A few weeks after the electorate takes to the polls, the government faces another, more demanding examination of its most important achievement thus far: the opening of the nation´s hydrocarbons industry to private and foreign investment, when companies submit bids on the first batch of contracts under Round One. Duncan Wood discusses contract terms in this article with the Financial Times.
"As we draw closer to June 7th, it appears that the upcoming election anticipates some likely unexpected results," writes Veronica Ortiz in this Expert Take.
"The achievement of stability and high growth rates after the revolutionary era was nearly miraculous and contrasted with the interminable South American dictatorships. Everything suggested that Mexico had procured a successful and permanent formula. It worked until it ran out," writes Luis Rubio.
This infographic illustrates the state of renewable energy in Mexico and is based on findings in our publication "Renewable Energy in Mexico's Northern Border Region."
The Mexico Institute is pleased to present a comprehensive guide to the best resources on the 2015 Mexican elections. This web resource will bring the latest polling numbers, analysis and opinion to our readers. The Mexico Institute's 2015 Elections Guide will be updated daily and will provide a one-stop shop for English language information on the vote.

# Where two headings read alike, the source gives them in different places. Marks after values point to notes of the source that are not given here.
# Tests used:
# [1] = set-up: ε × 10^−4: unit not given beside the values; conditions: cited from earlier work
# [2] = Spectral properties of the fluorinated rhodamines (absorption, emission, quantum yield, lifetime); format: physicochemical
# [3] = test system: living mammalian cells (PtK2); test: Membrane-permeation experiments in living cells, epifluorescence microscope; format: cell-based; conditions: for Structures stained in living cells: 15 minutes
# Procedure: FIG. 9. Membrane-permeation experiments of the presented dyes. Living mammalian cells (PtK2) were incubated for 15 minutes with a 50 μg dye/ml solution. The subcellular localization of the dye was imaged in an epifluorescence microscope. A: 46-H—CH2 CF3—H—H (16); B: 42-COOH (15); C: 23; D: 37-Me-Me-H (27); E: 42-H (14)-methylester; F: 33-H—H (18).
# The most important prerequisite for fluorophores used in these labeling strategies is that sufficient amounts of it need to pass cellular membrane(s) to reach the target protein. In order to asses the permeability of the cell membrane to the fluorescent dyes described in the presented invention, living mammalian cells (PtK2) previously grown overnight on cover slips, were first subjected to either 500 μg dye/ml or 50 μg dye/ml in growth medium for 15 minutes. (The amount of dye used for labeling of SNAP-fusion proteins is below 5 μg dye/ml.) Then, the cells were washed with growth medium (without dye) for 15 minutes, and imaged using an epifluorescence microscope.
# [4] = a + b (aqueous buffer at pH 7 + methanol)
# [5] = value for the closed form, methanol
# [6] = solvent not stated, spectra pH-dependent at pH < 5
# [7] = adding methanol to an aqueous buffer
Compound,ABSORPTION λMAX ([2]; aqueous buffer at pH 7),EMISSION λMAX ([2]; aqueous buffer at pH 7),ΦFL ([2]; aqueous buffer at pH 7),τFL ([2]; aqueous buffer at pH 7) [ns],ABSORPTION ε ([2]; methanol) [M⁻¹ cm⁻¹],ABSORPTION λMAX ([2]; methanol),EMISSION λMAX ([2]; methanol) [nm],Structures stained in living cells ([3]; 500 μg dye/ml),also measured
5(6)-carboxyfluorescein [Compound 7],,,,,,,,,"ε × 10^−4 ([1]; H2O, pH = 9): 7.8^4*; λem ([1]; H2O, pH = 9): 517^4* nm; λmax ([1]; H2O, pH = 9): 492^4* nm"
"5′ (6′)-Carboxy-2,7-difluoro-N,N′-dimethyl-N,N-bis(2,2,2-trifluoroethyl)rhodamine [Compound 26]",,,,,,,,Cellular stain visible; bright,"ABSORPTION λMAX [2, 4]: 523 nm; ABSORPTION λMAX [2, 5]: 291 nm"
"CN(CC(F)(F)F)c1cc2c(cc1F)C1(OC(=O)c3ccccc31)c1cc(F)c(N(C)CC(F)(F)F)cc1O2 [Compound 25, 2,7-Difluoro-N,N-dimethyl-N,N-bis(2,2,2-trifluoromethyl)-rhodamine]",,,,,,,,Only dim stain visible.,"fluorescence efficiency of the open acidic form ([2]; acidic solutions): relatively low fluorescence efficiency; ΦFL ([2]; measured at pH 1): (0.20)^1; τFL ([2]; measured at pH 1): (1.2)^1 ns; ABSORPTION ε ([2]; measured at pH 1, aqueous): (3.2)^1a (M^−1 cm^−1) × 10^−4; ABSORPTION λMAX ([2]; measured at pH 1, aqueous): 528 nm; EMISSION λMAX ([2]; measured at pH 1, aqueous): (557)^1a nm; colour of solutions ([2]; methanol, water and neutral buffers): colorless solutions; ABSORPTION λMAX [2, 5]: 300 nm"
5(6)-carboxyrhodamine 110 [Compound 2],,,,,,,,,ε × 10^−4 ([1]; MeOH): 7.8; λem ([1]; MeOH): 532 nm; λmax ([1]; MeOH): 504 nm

"It would seem to be patently obvious that in politics there’s no worse evil than fighting reality, but that’s precisely what the government has been doing recently," writes Global Fellow Luis Rubio.
"Before concluding its ordinary sessions, the Senate approved the so called historic reform for the capital city to be officially called Mexico City (it is currently the Federal District) and to be given a brand new Constitution as an independent state of the Mexican Republic."
In this Expert Take, Luis Rubio discusses timing in politics. "In public life, say politicians, nothing is more important than timing."
In this Expert Take, Global Fellow and Advisory Board Member Luis Rubio states that "to govern is to comply with the law...without exception."
Perhaps the greatest challenge Mexico is facing is building a genuine Rule of Law. Although some advances have been achieved, the road still looks challenging. With this series, the Mexico Institute seeks to provide arguments and analysis for understanding the problems of transparency and Rule of Law that Mexico is facing.